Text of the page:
Sotheby’s Sells a 1708 Pocketwatch from a Founder of British Horology

The gold Thomas Tompion quarter repeater was last sold by Sotheby’s in 1973…

A stunning example of horologic history found a new steward when an extremely rare Thomas Tompion Gold Pair Cased Quarter Repeating Verge watch sold through Sotheby’s for more than $233,000 on December 15 in London. Dated 1708, the timepiece is numbered 307 and represents one of fewer than six complete examples of a gold repeating watch known to exist from the pioneering British clockmaker.

Dressed in gold champlevé, the dial features concentric circles that display roman numerals and half-hour divisions on the inside ring and Arabic numerals and minute indices on the outside. The face is also graced with blued-steel beetle and poker hands (common to the period) as well as two cartouches (ornamental ovals) displaying the words “Tompion” and “London” that are bordered by cherubic children bearing flowers.

The coupled cases are pierced for sound clarity and adorned with engravings of a fisherman on a lake, trumpeting angels, lush foliage, birds, dolphins, and other whimsical elements. Timekeeping is controlled by a verge escapement, one of the first mechanical versions of the component. The movement also presents an artistically accented balance assembly, diamond endstones, and Tompion’s own specific take on a repeater complication that chimes to denote the hour and quarter-hour with a pair of polished steel hammers on a bell.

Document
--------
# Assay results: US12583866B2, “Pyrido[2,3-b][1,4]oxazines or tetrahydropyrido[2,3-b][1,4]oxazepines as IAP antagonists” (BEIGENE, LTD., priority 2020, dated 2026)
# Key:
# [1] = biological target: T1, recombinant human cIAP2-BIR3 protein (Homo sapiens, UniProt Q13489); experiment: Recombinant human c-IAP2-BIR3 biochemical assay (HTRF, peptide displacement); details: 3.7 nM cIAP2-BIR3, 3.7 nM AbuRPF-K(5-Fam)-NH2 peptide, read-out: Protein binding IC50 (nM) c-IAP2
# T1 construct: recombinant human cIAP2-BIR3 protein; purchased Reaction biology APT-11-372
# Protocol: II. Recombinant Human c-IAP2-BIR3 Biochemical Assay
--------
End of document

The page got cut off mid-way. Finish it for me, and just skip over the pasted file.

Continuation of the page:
Sotheby’s itself has played an important part in the timepiece’s provenance, as the auction house has had it cross the block before—once in 1955 and again in 1973, in London and Zurich, respectively. This time around, the prized collectible was part of a sale titled the Celebration of the English Watch, Part III, the Genius of Thomas Tompion. The 60-lot selection also included two others from the master along with a gold pocket chronograph from 1902 by Charles Frodsham. Originally commissioned and given as a gift by industrialist J.P. Morgan, Frodsham’s finished work fetched about $368,000. (sothebys.com)

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